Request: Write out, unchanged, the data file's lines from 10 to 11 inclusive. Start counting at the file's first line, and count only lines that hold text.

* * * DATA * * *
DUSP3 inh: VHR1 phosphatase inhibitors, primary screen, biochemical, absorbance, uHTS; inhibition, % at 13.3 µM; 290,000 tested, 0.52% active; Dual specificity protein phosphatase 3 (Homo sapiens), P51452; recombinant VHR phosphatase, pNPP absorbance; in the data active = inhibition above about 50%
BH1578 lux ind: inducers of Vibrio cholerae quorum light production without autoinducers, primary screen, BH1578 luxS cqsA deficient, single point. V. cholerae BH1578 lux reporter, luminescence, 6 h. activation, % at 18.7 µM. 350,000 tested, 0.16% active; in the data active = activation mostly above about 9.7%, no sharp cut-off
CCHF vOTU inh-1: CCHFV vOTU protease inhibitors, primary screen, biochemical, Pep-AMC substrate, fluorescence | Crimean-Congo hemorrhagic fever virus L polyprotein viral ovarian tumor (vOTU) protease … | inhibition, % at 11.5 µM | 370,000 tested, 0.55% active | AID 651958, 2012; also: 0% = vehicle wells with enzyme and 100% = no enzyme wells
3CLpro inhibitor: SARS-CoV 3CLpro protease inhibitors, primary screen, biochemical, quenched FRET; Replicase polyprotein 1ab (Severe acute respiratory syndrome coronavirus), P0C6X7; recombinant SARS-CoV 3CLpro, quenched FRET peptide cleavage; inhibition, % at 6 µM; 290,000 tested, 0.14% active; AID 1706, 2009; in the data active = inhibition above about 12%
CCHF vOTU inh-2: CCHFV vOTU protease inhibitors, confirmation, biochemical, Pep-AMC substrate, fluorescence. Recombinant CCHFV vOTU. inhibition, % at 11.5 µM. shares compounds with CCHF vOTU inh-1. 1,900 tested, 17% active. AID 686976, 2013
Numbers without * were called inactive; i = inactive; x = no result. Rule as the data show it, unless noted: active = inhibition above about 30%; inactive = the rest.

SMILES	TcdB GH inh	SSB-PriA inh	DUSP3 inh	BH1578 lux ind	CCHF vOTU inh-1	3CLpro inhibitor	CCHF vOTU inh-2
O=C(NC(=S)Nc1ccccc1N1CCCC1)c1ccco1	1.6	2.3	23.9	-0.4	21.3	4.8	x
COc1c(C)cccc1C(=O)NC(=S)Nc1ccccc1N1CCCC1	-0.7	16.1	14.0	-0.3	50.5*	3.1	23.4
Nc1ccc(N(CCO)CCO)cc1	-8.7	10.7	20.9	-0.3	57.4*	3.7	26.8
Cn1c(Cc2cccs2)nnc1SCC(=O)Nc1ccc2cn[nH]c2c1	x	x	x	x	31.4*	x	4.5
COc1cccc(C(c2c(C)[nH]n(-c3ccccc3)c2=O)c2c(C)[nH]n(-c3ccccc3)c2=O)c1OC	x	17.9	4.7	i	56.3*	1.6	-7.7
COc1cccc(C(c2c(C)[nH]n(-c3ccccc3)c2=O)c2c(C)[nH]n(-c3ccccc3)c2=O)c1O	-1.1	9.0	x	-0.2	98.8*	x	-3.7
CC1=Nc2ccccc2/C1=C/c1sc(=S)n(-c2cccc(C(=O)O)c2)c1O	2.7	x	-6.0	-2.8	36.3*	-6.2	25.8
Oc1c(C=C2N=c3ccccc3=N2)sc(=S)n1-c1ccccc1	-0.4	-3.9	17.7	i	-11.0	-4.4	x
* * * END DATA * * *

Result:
Nc1ccc(N(CCO)CCO)cc1	-8.7	10.7	20.9	-0.3	57.4*	3.7	26.8
Cn1c(Cc2cccs2)nnc1SCC(=O)Nc1ccc2cn[nH]c2c1	x	x	x	x	31.4*	x	4.5